Models.com Asked the Question: "How Should A Model Be Treated?"

Models.com Asked the Question: "How Should A Model Be Treated?"

See what many models had to say about the fashion industry's poor working conditions—and the adverse effects it has on them.

See what many models had to say about the fashion industry's poor working conditions—and the adverse effects it has on them.

Text: Ndey Buri

Models.com has recently disclosed responses taken from a site-wide survey they conducted for their users entitled, "How should a model be treated?" and saw the participation of many notable models such as Fernanda Ly.

The treatment of models in the fashion industry has been a topic of conversation with many fashion brands and designers coming under fire lately for issues of poor work conditions, diversity, discrimination, poor pay and mental health abuse. In 2016, The CFDA reinstated their "Health Initiative": a set of industry guidelines which hopes to raise awareness for healthy and fair work environment for models. Among the guidelines, brands and designers are encouraged to, "Support the well-being of younger individuals by not hiring models under the age of sixteen for runway shows" and expected to provide "regular breaks and rest"—conditions which are all too often overlooked.

Model Fernanda Ly spoke of a harrowing instance in which she was subject to sexual harassment at the hands of a male stylist saying, "I was once shooting a lookbook where the stylist, helping me dress, used this chance to feel my body up much more than necessary and continued to do so throughout the entire shoot. Countless times have I had to undress in undesirable public situations, but even now I can remember the disgusting feel of this man’s hands tracing my body. Most of us start when underaged, we develop and mature as women under all this as the norm. What has already happened has happened, but please do not let this continue to be so."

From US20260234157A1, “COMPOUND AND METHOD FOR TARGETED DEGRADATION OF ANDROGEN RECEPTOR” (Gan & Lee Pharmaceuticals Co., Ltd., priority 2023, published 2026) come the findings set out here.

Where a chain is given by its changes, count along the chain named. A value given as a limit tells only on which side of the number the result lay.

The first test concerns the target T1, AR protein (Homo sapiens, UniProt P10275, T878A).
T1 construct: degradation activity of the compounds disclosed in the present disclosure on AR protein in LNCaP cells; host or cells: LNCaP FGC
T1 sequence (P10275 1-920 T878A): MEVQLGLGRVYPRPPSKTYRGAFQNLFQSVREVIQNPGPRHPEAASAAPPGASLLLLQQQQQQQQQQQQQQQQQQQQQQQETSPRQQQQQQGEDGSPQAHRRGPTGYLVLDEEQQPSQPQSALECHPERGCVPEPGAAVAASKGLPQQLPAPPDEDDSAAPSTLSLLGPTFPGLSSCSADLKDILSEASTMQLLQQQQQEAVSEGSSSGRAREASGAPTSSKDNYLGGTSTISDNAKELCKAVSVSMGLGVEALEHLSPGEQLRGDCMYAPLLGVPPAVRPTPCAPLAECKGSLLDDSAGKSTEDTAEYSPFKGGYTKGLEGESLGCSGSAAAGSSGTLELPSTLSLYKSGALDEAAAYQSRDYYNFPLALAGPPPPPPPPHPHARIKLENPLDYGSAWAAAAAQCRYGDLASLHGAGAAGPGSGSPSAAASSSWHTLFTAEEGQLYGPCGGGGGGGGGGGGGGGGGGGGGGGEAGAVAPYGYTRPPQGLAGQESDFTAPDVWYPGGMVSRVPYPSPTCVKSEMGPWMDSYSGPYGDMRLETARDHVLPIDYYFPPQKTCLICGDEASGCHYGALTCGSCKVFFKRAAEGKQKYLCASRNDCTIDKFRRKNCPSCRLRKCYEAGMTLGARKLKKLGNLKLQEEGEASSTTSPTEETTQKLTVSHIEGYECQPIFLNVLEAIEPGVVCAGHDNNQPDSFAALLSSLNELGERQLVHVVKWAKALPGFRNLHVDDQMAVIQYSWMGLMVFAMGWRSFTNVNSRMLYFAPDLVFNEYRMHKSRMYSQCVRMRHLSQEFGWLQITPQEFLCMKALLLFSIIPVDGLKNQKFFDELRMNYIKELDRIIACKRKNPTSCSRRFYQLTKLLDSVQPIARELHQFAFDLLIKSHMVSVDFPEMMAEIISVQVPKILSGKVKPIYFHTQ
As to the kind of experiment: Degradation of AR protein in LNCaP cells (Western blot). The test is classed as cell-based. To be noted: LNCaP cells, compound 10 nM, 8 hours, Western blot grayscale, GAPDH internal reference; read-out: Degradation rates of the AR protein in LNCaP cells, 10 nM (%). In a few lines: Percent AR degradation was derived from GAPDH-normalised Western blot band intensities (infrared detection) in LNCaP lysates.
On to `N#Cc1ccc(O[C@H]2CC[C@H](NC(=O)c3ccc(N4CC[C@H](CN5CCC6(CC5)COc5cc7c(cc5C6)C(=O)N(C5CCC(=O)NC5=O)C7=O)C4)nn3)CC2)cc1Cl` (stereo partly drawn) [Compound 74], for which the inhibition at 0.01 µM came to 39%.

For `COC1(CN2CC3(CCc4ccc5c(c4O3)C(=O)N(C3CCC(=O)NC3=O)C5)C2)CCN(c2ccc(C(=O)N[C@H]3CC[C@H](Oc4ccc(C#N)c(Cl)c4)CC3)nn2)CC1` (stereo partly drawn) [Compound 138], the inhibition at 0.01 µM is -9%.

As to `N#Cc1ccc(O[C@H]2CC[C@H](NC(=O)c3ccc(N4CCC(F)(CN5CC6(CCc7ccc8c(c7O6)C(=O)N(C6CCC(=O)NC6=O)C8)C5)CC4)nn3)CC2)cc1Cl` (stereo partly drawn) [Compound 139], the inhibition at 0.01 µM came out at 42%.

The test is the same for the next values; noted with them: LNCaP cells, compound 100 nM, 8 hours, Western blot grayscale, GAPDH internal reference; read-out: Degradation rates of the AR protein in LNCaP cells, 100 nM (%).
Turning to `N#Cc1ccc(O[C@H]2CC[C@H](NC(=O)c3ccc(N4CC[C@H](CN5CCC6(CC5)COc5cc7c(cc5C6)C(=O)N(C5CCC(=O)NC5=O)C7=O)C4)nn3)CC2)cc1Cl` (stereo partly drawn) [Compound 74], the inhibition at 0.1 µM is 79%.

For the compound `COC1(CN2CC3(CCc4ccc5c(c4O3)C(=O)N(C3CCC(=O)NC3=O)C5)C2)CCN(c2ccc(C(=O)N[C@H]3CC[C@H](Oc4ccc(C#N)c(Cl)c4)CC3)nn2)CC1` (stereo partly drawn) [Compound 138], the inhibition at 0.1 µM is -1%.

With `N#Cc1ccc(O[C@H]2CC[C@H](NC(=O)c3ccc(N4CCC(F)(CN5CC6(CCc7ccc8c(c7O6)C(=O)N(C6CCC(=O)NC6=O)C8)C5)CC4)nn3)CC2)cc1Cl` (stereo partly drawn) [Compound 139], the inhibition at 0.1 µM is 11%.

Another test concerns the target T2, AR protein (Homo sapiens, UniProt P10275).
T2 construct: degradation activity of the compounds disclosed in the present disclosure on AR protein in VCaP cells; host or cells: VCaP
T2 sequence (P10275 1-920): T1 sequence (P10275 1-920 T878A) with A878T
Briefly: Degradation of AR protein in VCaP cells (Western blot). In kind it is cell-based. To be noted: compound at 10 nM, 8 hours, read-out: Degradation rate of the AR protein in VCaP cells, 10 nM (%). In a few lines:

One anonymous model noted that the poor work conditions are almost customary noting, "I feel like we all are supposed to deal with the mistreatment: We have a job that millions of girls would kill for, so we should be happy with what we’re doing even if it has a dark and sadistic side to it." This way of thinking, she explains, is in fear of "the risk of losing future job opportunities". The model continued in noting how casting director James Scully's decision to name drop industry perpetrators accused of mistreating their models was, "wonderful to finally have someone with power in the industry to address these things" but that it is, ultimately, "not sustainable to have a single spokesperson."

See what many other models had to say in their full responses here.

Credits: Banner Image Photography The Street Sensei

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